Don’t do wheelies…or plumbing. They are bad for you.
First off, the wheelies. It was a gorgeous day and thusly Danny and I decided to go the skate park so we hopped into the jeep (which was in its full top down door-less glory) head out. But first we had to stop at Sean’s parent’s house for updating his flash plugin so that he could watch the new homestarrunner cartoons. It was on route 50, on the way to Van Dyke park. We were getting annoyed because the traffic was so heavy on a Saturday afternoon, so when we were sitting at the light and a couple of BiKeRboyZ decided to skip the line and zip between cars to sit out at the front we were bitching about them little punks. Light turned green. The both punched it and popped their front wheels off the ground and sped off in wheelies. I couldn’t quite see both guys, the one in my line was obscured by the car in front of me, but I do remember thinking that I had a good enough view when I saw that motorcycle flipping end over end in the air. Danny even saw him sliding down the road. We thought this was gonna end in complete badness. But the boy jumped right up to his feet and walked off the road. I pulled over and made sure he was OK. He seemed to be much more embarrassed than hurt — the only visible injury was a skinned knee through his jeans.
For the rest of that day every time I saw someone on a motorcycle I would b e a nervous feeling. And as a public service we would yell at them when they went by to encourage them to abstain from the wheelie.
I hate plumbing. Indoor running water is for losers. While Kelly was sleeping on the couch Sunday afternoon, recovering from being up most of the before, I discovered that the kitchen sink was leaking. I investigated thoroughly and determined that the leak was coming form up inside the sink. So I quizzed Kelly over how much she liked that faucet, and we determined that we didn’t care for it so much and headed off to home depot to get the replacement. There was a short interruption in the middle for going to Chinese school, finding out that the school had a play that weekend, canceling class, and heading home. Oh, and I decided that I wanted to take out the old faucet so that I could take it with me to Home Depot – so I embarked on an adventure in removing plumbing. Nothing was easy to remove, even the shutoff valves were so stiff that I needed a wrench to turn the handles (and eventually strip them completely). I even had visions of inadvertent removal of the entire valve and the ensuing hilarity and mass amounts of water. But I eventually got it off, but not until after plenty of swearing. Fun fact about my house: the floor under the sink is actually a few inches lower than the floor in the kitchen — much lower than a normal cabinet should be. Something about working under a sink, leaning on a 2″ wide piece of wood, holding you upper body up so you can use both hands to strip a bolt (that you would much rather just loosen), behind a disposal tangled up in the lines that run to and from the dish washer, while trying to blink at just the right time to prevent the little flakes of fiberglass that are being scraped off the bottom of the sink from falling in your eyes; just makes me want to swear a lot. Eventually we talked to the guy at the depot, debated over faucets and cam back home. Installing the new faucet was much easier because 1) I could look at it first and figure out how it is supposed to work and 2) it came with the a special tool to remove the impossi-nut that was impossible to remove from the old one.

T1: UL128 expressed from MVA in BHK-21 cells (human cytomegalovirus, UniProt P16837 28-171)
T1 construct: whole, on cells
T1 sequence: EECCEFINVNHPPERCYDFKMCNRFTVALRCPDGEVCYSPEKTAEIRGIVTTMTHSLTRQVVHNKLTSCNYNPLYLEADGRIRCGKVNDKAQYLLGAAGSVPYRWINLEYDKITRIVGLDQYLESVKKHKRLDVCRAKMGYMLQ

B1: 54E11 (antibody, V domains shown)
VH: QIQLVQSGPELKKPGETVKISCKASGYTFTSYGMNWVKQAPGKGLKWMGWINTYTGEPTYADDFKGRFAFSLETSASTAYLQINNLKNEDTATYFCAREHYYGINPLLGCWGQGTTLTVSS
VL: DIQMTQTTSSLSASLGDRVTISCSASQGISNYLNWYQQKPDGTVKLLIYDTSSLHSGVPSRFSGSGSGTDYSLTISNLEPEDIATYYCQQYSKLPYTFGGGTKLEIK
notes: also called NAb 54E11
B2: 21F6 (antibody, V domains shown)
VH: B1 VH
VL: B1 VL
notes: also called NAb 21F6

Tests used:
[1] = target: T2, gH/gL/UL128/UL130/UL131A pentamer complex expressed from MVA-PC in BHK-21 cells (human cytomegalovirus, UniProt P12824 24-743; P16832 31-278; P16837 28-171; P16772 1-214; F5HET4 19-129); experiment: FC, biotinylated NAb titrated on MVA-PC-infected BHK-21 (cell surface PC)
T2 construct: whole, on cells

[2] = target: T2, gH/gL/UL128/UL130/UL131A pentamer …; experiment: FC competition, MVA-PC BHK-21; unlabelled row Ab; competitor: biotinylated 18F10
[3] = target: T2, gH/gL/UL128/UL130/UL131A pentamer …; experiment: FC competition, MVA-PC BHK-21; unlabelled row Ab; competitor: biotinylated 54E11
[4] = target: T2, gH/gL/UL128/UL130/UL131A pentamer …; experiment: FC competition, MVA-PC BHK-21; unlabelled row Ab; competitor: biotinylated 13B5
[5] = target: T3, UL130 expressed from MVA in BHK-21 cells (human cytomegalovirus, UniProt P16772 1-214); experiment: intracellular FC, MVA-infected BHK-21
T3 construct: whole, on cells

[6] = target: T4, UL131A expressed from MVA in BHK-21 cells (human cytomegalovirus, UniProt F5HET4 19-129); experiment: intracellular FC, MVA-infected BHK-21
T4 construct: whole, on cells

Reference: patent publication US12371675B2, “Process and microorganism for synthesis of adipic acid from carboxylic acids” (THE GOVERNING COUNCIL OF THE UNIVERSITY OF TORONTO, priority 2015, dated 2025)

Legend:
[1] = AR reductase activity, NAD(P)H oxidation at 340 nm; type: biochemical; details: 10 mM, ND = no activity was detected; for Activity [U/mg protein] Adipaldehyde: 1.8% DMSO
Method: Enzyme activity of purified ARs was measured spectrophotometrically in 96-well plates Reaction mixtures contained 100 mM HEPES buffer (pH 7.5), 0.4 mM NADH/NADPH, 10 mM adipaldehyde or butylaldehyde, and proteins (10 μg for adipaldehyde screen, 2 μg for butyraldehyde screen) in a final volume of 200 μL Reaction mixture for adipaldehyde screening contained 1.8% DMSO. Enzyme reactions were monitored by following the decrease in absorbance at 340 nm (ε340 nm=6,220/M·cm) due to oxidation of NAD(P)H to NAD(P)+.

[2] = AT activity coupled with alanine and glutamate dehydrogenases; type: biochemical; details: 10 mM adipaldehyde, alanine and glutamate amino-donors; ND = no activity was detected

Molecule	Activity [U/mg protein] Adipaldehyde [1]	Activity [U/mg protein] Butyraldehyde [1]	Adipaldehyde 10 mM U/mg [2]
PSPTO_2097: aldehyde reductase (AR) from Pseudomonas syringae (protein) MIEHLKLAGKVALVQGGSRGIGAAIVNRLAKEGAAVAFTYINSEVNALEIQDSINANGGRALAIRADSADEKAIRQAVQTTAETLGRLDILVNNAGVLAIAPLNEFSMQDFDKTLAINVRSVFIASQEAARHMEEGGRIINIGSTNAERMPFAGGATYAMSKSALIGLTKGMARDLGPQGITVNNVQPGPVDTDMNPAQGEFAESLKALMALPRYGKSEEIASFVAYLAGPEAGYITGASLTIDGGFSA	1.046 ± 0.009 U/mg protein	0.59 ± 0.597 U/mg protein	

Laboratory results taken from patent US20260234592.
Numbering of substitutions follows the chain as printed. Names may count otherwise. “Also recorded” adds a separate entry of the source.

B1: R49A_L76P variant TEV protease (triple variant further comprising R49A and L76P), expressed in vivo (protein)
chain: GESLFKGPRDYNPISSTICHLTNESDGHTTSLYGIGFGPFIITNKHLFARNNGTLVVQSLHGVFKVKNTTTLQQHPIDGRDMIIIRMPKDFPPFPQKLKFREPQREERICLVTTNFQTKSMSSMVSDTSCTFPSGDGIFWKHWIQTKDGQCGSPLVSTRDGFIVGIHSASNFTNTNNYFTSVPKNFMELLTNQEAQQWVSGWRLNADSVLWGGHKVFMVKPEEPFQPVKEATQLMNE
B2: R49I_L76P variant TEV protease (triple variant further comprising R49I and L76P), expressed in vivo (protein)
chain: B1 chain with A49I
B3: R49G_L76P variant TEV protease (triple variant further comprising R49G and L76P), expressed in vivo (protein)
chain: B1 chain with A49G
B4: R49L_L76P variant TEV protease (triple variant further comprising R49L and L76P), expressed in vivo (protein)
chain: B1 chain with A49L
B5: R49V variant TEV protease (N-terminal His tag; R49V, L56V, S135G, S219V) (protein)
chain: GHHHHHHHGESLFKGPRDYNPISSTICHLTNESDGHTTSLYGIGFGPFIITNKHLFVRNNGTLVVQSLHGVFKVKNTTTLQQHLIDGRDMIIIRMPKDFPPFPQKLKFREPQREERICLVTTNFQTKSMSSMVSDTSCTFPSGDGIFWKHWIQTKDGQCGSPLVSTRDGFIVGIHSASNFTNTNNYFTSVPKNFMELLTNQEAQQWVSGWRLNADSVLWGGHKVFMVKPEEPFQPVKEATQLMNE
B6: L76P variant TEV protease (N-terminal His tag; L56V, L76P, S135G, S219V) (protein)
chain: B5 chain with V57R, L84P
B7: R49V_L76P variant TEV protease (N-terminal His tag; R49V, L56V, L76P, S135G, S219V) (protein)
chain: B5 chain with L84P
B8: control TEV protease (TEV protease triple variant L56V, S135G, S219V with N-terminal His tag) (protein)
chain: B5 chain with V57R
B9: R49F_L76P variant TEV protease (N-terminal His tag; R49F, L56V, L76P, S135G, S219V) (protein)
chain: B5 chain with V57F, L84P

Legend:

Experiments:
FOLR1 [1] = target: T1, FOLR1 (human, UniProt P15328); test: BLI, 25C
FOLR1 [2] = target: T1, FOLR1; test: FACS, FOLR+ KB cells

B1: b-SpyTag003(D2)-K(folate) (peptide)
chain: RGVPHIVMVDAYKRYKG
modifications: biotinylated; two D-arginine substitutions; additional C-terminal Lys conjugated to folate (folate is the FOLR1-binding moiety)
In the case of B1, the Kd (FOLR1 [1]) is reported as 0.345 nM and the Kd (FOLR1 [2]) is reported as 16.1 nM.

We bolted everything on tight, sent Kelly to turn on the main water and proceeded to finish stripping the hot water cutoff valve handle, then proceeding to unscrew it and using a pair of pliers to ever-so-slowly turn it back on. Repeated with the cold water valve and tested everything. It all appeared to be working; we even had the hot and cold water hooked up to the proper sides.
Then it was off to Friendly’s for some mediocre food and poor service to celebrate!